How To Buy a Cheap Foreclosure

The phrase "cheap foreclosure" is relative, but you can still find bargains

how to buy a cheap foreclosure: look in a few places other than traditional real estate listings; sheriff's auctions, estate auctions, and private auctions are good alternatives; the best way to beat competing buyers is to contact the bank directly

The Balance / Adriana Sanchez

When a home buyer or investor wants to buy a cheap house, it's easy to assume they can find a foreclosure for a deep discount. However, that impression can be somewhat false, especially if the bank has a different idea of what's "cheap," as they want to get as much as possible from the sale. If you'd really like to find a house that is cheaper, there are some places you can look besides realtor listings, such as sheriff's auctions, estate auctions, private auctions, or directly from the bank.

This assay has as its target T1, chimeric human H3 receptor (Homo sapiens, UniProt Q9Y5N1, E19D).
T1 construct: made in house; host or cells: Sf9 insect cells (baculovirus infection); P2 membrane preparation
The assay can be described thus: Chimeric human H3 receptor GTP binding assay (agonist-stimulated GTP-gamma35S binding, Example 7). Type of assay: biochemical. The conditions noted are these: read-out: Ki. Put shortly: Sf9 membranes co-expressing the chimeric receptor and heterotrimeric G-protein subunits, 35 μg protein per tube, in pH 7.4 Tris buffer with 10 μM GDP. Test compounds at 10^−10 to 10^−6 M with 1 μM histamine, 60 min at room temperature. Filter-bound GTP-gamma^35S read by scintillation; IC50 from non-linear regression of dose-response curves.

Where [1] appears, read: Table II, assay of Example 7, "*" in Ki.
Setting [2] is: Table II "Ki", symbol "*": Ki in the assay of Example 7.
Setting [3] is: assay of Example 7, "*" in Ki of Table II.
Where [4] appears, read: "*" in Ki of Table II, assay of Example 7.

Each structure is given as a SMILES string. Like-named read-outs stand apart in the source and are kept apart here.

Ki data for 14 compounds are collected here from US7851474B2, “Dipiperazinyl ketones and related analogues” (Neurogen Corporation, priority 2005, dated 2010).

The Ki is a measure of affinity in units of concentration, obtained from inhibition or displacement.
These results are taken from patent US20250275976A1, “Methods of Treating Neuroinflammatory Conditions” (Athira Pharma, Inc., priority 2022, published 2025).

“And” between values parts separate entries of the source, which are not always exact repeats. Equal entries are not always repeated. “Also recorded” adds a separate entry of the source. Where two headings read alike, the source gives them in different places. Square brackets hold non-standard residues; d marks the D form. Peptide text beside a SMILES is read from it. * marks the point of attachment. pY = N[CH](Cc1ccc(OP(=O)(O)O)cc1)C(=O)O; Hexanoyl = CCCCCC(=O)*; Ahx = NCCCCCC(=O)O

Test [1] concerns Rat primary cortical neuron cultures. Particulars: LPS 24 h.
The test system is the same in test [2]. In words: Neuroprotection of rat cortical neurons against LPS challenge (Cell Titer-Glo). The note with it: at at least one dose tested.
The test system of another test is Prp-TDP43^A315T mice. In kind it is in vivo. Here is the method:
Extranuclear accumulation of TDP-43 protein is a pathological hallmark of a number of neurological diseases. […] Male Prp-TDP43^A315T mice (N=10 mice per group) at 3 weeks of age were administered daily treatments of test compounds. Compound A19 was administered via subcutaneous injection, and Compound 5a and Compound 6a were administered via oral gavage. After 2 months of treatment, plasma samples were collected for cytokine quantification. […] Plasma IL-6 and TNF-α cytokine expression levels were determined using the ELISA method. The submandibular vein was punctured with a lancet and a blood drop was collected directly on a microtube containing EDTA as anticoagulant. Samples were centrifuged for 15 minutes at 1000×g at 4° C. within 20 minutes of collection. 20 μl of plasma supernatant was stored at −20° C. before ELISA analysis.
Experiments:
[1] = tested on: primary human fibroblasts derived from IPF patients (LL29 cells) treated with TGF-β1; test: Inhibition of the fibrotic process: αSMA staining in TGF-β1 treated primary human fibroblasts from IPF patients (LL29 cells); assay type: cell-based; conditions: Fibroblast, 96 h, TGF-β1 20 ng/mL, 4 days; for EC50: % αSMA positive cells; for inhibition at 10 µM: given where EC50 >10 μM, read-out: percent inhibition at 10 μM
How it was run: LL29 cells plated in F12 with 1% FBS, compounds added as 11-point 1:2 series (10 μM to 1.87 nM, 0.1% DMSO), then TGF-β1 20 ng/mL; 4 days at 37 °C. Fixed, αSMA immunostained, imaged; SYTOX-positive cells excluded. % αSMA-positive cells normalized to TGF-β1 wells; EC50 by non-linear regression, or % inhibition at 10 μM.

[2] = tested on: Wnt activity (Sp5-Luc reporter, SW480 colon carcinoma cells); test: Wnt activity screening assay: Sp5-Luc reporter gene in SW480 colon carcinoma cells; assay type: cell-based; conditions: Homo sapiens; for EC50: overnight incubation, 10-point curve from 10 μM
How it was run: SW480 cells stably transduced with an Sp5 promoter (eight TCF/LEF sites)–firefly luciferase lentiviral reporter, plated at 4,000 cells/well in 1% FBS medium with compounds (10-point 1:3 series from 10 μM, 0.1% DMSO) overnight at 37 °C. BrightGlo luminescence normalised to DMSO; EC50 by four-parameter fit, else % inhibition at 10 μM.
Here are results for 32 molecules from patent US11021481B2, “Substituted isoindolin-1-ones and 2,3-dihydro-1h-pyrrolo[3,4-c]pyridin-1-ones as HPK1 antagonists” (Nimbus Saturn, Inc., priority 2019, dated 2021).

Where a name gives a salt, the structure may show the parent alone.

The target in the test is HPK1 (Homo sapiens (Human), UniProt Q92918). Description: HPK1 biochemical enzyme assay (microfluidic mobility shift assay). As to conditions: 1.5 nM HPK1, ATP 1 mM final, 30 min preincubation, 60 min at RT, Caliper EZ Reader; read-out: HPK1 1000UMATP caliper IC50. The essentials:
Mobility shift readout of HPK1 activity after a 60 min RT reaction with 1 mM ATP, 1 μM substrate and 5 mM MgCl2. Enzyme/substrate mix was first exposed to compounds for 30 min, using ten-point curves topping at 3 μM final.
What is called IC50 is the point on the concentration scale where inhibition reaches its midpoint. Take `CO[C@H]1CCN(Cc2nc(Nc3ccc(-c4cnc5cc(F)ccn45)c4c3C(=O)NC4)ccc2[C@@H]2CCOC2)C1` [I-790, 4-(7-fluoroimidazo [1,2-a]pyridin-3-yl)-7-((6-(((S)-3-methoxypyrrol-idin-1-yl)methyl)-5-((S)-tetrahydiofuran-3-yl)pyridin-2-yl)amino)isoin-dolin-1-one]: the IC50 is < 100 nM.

Key Takeaways

  • If you want to buy a "cheap" foreclosure, you may have to look in a few places other than traditional real estate listings.
  • You may be able to find foreclosures at sheriff's auctions, estate auctions, and private auctions.
  • The best way to eliminate most of the competing buyers for a cheap foreclosure is to contact the bank directly.

Buy at a Trustee or Sheriff's Auction

You can find notices of auctions online and in local newspapers. There are a number of websites that post information on auctions, and some might offer free trials. You typically pay in full at public auctions and buy the home in "as is" condition. Smart buyers will pay a title company to do a preliminary search prior to bidding.

If there are liens such as taxes, delinquent homeowners association (HOA) dues, or superior loans, those encumbrances stay with the home. There could be a number of professionals and investors at public auctions who can reduce your chances of winning a house.

Buy a Cheap Foreclosure at a Private Online Auction